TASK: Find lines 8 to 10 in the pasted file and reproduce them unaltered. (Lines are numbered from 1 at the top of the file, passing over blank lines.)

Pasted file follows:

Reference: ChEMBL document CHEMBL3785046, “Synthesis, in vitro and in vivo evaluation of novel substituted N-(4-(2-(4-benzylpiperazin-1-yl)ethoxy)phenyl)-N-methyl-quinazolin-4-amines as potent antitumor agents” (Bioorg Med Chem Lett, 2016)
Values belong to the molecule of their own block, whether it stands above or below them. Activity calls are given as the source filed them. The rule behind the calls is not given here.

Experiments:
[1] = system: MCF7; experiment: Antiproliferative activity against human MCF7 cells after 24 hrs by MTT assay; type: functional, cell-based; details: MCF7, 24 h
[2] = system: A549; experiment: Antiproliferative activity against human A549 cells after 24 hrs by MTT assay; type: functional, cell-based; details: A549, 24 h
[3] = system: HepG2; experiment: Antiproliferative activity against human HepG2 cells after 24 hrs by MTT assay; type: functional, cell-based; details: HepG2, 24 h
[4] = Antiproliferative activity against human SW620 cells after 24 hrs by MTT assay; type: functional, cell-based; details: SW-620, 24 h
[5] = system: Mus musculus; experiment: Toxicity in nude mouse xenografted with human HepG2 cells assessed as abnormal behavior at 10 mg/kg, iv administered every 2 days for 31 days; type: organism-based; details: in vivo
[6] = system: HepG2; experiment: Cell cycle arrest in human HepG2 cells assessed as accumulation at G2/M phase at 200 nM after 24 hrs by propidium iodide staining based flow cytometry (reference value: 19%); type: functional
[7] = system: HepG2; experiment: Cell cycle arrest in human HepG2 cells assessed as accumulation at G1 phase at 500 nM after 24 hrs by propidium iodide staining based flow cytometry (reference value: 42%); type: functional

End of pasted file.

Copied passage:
[5] = system: Mus musculus; experiment: Toxicity in nude mouse xenografted with human HepG2 cells assessed as abnormal behavior at 10 mg/kg, iv administered every 2 days for 31 days; type: organism-based; details: in vivo
[6] = system: HepG2; experiment: Cell cycle arrest in human HepG2 cells assessed as accumulation at G2/M phase at 200 nM after 24 hrs by propidium iodide staining based flow cytometry (reference value: 19%); type: functional
[7] = system: HepG2; experiment: Cell cycle arrest in human HepG2 cells assessed as accumulation at G1 phase at 500 nM after 24 hrs by propidium iodide staining based flow cytometry (reference value: 42%); type: functional